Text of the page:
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Contents tagged with community

  • 2 simple tips for building an online community

    • By jennifer
    • |
    • Friday, September 12, 2014

    Digital communities allow you to interact with your customers beyond a casual social retweet or like. An online community will benefit your overall marketing strategy, but that shouldn't be your primary goal. Learning should be. Community is about gathering information from customers so that you can improve and build better products and services.

    If you're thinking that it's time to elicit the voice of your customer, first ask: are we ready to engage, listen and become a customer-focused company? 

    If you're ready to jump into the deep end and kumbaya with your customers, these two simple community-building tips can help you get started.

    1. Determine the general theme that you'll be asking people to rally around. 

    Model your target audience's reaction to the theme. Will they prefer to interact with you, the brand, or other users? Will you be asking them to share their written thoughts or media as well? Will most users be accessing the community via mobile or desktop? Will you reward engagement? If so, how?

    Build rapport with potential early adopters of the community. They could very well be existing customers that can leverage the new format to more publicly share their passion for your brand, ideas and strategies.

    "Loyalty means nothing if it is independent of a community. Community is nothing if
    not occupied by loyal members.
    Community begets loyalty, and loyalty is
    a derivative of community."

    - "To Nurture Business Customer Loyalty, Foster Community," by Mark Woollen,
    Sr. VP of Product Marketing for Sales Cloudat SalesForce

    Ideally, you'll implement a loyalty campaign and reward the little actions like signing up, making a comment and sharing your content.

    2. KISSS it: Keep It Simple and Scale Slowly.

    keep it simple scale slowlyIt takes time to grow true loyalty within a previously disparate group of users. Don't ask too much of them to start. Seed conversations with a couple of simple topics and encourage your early adopters to get involved.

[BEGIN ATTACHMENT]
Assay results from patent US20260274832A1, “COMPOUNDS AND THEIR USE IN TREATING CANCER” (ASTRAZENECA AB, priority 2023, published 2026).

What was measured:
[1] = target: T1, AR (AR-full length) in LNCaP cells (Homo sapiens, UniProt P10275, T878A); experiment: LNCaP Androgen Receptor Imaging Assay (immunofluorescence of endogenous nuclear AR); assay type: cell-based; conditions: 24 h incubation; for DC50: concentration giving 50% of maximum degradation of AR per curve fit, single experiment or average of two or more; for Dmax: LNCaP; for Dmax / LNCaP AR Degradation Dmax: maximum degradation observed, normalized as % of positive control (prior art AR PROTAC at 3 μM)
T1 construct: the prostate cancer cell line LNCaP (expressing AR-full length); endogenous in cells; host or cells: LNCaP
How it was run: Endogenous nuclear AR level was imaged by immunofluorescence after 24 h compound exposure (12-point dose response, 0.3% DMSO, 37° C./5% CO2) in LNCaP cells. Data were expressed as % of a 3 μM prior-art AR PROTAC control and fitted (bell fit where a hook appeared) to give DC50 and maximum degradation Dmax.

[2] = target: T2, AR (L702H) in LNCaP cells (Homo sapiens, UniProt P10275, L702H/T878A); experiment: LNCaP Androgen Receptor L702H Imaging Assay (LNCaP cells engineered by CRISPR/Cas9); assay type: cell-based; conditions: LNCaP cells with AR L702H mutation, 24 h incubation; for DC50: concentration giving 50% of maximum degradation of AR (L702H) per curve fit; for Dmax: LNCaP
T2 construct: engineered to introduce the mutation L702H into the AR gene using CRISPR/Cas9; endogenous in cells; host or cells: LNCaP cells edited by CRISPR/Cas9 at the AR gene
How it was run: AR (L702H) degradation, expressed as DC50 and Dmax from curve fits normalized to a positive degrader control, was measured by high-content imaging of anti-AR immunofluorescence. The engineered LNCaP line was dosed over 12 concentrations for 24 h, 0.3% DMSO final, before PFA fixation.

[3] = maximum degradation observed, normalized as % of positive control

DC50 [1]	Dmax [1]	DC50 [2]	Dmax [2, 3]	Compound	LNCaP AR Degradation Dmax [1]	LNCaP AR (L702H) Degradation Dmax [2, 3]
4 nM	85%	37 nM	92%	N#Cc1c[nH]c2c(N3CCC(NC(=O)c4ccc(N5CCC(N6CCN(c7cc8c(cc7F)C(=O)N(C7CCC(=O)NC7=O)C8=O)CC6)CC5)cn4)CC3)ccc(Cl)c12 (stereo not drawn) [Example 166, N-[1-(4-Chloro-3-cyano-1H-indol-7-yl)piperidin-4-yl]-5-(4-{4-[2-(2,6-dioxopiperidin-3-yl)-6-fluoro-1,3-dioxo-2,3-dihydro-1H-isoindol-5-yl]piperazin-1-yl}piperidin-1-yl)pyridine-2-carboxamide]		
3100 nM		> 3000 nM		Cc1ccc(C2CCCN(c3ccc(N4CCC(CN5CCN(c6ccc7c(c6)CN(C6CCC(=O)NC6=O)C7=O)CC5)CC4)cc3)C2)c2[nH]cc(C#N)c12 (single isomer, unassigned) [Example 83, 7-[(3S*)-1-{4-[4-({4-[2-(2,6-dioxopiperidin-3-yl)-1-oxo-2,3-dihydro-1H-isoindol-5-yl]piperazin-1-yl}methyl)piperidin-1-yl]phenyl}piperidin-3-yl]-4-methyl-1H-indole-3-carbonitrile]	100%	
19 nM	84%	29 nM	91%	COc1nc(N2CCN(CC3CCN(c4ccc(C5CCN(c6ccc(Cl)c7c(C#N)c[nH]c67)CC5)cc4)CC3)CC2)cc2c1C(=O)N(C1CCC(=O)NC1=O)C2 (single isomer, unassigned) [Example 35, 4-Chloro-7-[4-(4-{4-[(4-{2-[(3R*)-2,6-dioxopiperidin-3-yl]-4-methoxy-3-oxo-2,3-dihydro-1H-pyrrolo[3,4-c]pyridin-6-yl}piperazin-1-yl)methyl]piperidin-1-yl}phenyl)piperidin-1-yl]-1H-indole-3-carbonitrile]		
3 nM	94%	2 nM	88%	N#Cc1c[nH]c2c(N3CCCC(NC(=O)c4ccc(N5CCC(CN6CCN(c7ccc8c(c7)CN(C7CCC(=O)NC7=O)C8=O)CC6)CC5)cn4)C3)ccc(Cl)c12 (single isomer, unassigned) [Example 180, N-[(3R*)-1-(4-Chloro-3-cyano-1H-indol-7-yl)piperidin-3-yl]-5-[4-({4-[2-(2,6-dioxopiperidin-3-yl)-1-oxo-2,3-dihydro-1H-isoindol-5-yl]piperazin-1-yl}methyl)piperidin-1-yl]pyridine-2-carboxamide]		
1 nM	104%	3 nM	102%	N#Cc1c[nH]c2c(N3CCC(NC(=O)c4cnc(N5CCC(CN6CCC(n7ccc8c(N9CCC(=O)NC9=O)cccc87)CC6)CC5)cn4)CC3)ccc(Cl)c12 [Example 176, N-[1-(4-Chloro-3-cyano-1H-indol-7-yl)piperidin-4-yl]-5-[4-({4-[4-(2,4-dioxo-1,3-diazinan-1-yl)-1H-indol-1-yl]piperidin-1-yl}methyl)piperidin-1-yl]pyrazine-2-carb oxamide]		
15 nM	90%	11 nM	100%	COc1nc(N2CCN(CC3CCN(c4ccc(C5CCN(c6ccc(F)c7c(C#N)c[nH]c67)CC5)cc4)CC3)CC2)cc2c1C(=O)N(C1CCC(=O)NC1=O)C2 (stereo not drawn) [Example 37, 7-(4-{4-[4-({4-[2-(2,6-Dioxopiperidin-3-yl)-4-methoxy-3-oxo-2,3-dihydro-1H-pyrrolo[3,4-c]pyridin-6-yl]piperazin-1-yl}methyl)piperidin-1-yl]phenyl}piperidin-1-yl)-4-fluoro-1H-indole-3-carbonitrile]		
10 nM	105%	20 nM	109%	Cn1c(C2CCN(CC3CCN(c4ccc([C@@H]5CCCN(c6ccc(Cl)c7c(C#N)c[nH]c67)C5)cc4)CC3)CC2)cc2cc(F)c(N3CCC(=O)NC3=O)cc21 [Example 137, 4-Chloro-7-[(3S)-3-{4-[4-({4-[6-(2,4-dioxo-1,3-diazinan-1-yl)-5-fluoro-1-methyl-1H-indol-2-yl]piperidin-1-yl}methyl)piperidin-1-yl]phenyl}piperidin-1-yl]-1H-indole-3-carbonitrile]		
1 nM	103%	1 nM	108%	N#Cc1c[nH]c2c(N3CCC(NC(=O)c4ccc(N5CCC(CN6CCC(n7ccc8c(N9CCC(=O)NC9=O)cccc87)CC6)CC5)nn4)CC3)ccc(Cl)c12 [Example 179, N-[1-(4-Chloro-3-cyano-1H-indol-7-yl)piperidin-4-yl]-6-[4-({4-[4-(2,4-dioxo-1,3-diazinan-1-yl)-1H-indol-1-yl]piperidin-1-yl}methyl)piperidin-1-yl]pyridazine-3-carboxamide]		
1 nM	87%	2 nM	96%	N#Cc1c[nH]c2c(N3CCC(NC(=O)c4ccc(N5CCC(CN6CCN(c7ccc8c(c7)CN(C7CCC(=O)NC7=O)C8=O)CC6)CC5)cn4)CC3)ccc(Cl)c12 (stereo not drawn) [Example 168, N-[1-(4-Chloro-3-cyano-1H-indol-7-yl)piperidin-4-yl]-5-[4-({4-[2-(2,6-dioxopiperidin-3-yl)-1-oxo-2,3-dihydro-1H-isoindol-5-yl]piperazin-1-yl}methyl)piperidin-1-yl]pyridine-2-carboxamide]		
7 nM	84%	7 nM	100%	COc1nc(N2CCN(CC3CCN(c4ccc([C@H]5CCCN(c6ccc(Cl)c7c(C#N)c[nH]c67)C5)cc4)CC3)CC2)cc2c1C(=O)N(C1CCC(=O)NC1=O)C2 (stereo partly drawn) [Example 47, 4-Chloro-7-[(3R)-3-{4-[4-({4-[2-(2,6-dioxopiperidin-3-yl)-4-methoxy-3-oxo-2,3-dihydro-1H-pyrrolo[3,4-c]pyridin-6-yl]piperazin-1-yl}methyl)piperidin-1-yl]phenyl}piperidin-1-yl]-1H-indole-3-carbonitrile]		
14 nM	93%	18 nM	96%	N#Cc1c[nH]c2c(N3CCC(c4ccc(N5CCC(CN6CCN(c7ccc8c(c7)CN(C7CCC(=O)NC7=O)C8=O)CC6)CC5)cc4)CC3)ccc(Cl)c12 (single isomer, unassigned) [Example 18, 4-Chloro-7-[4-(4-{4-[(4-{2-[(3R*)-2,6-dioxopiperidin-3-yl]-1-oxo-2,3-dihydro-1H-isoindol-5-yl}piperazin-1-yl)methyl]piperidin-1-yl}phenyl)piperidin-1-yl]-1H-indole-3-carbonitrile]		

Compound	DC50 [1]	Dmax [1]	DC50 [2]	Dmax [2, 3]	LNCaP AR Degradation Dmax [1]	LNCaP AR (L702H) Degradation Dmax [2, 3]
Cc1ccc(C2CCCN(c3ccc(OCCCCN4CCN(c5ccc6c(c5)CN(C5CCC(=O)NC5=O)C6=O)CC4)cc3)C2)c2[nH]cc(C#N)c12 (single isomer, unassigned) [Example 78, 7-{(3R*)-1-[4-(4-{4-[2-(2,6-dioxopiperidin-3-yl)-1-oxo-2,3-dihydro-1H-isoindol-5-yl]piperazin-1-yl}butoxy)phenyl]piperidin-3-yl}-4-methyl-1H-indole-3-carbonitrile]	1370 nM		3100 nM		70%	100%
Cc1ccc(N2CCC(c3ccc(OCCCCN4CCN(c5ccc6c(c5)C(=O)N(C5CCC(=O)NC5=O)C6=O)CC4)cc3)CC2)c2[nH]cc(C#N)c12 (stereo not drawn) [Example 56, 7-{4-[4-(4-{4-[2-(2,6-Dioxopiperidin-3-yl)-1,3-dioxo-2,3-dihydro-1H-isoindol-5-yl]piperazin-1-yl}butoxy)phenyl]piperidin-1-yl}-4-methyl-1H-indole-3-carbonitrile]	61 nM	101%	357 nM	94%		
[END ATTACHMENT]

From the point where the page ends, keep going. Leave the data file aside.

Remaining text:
As the conversations take on a life of their own, measure your community's effectiveness through analytics and user feedback. Remember, this is where the two-way conversation becomes a trusting relationship. You asked for input, so now you'll need to show your users that you genuinely intend to do something with it.

    Regularly discuss community feedback within your department or company. When appropriate, implement tweaks, build new products and let your community know they're making a difference in the evolution of your brand.

    Finally, grow judiciously once the initial campaigns have garnered enough engagement. You'll have worked out the kinks in terms of encouraging user involvement, moderation and rewarding your community for their engagement.

  • Top PR pro shares her insider “Social PR Secrets”

    • By jennifer
    • |
    • Tuesday, January 28, 2014

    To win at the social game, you’ve got to know someone. And we do. Lisa Buyer, longtime PR pro, industry speaker, journalist and friend, recently published her tell-all book, “Social PR Secrets,” which is chock-full of insider tips and actionable advice. Where social media and public relations {Social PR}  meet, Lisa details how to best share our stories and listen to our customers in the social, mobile, visual and search optimized world we live in today. This advice isn’t just for PR professionals, either. Almost anyone whose job involves social outreach, customer support, web development, writing and management should get familiar with the new rules of public relations engagement.

    Lisa is very generous with sharing her knowledge and experience, so I interviewed her to pick her bright mind about a few hot topics in search, social and PR.

    Social PR Secrets book

    Search and social are BFFs and content is still king

    Q: In your book, you shared the story of your first Search Engine Strategies conference in 2006 where you heard Matt Cutts (head of Webspam at Google) speak and you realized that as a PR professional, you couldn’t ignore search’s impact on visibility. In the search world, it used to be said that “content is king” and considering how important content marketing is now, is content still king? If so, what does that really mean?

    content king A: Content is king but that phrase can be a little misleading. It’s such a general term that has been overused and misunderstood. In the past, web developers would build a company’s site and then leave content and search engine optimization (SEO) to the marketing and PR folks. But if those people didn’t have enough knowledge on SEO tactics, like keyword optimization and how to craft the content so that its search-friendly, their content wouldn’t easily get found. 

    The place to “be seen” is in search and in social. Your customers are there, of course. Ad most brands hope to solicit unpaid media mentions, so it makes sense to be visible where journalists begin their research: Google and social network search engines. And, social is the best place to forge authentic relationships with journalists well ahead of a breaking story that you seek coverage for. But getting found isn’t going to happen overnight. You have to know a little about how search engines work and strategize what keywords, tags and links you use in your news stories, social posts and online content.